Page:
Steve Fenton

Stretch targets in Agile teams

So you have a team with a velocity of 85 points per Sprint and you decide they could do more. So you set them a stretch target of 100 points for the next Sprint. What happens next?

Because you get what you measure, you might get 100 points. This is the worst possible thing that could happen.

Because your focus is on the number of points, what short-cuts will be made to meet the stretch target? Maybe people stop pair-programming so the team can work on more things concurrently. Maybe people will skip writing tests. Maybe they’ll fix up a feature and then skip refactoring things to make it easier to maintain. This will lead to more bugs and problems maintaining the pace indefinitely, so you’ll get your 100 points now, but you’ll get stung later.

This isn’t the only potential outcome. Maybe the team will start inflating their story sizes to achieve the 100 points. This is a better case than actually getting 100 points. This will hopefully mean you get the right quality and won’t create problems for the future. If the team inflates their estimates, you’ll get a better outcome – but why should they have to subvert the stretch goal if they know they are being asked to compromise on quality and good practices.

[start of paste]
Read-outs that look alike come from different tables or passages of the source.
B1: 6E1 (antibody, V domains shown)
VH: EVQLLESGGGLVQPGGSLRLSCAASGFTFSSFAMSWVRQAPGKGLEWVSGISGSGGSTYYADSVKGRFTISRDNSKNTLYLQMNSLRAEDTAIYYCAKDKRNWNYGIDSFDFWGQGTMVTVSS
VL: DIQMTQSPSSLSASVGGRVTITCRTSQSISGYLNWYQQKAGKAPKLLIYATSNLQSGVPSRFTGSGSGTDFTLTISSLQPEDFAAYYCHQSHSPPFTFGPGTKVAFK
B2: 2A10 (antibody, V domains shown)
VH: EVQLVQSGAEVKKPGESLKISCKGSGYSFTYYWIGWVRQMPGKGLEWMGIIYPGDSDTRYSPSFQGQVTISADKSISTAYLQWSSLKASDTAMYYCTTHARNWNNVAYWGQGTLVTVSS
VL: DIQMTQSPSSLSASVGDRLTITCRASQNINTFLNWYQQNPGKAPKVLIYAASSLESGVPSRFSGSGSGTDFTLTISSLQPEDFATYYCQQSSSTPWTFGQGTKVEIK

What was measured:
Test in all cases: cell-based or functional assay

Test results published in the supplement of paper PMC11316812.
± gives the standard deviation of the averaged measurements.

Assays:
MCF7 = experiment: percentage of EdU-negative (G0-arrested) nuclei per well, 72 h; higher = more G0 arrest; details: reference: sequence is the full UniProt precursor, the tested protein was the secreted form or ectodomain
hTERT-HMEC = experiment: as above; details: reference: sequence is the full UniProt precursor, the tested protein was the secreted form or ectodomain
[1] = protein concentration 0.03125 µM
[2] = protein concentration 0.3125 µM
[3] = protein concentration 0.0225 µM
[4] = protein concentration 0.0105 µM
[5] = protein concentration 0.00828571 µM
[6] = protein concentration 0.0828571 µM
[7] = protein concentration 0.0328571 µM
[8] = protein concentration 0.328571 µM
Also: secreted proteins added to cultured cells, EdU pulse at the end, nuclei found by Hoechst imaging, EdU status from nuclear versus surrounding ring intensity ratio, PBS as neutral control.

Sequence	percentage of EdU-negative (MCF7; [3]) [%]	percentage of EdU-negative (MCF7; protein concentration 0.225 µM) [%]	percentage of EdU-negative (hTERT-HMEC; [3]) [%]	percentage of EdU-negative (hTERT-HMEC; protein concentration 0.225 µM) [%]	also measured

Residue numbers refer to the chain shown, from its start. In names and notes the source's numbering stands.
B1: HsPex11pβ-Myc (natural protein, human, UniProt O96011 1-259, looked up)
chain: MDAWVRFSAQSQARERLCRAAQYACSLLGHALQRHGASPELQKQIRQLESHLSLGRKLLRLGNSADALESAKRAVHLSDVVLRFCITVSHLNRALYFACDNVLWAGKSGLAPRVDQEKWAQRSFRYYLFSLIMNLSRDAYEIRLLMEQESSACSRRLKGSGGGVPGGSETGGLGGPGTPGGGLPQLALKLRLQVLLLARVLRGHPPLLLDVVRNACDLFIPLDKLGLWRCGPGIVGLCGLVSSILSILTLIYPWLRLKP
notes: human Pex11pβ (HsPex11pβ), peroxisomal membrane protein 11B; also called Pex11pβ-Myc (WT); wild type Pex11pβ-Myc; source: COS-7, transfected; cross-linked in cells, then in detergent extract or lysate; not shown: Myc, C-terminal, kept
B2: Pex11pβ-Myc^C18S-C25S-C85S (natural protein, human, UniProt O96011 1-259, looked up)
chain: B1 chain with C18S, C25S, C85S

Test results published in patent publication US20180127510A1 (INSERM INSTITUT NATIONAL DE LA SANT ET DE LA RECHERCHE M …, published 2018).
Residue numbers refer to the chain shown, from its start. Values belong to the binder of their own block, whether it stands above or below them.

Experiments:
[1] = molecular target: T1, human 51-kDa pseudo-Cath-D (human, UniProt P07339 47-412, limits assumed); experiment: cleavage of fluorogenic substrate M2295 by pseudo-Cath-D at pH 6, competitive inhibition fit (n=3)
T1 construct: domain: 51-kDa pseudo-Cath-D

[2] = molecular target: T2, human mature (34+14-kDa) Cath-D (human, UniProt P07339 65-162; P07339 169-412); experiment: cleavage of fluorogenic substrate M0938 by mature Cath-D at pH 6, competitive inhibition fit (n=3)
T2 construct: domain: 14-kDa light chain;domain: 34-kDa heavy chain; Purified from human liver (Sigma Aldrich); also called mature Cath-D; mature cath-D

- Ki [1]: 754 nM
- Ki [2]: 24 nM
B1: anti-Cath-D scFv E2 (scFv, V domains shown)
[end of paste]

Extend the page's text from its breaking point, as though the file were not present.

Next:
Another outcome is that the team will fail. They won’t be able to complete all the work in the Sprint. Although this is probably better than achieving the 100 point stretch and is more transparent than the point-inflation, the damage to team morale could mean your velocity takes a hit.

So why are you giving out stretch targets anyway? Do you think your team is lazy? Are they not working hard enough? What is it you really want?

Hopefully you are just trying to guide the team to becoming more effective. You are just doing it in the wrong way. The fact that you think the team needs to be pushed in order to do the right thing shows a lack of respect for the individuals on the team.

The correct way to approach the issue of continuous improvement is to give the team context. If you aren’t running retrospectives, introduce the concept to the team. If you are zoomed out and can see issues the team might be missing, raise the problem at the retrospective and let the team design their own solution. This give you the chance to make sure there is a problem to be solved and to design an appropriate way of presenting it.

Stretch targets are just one example of dumping a poorly designed and destructive solution on a team, without properly thinking about the problem it is meant to solve.

Written by Steve Fenton on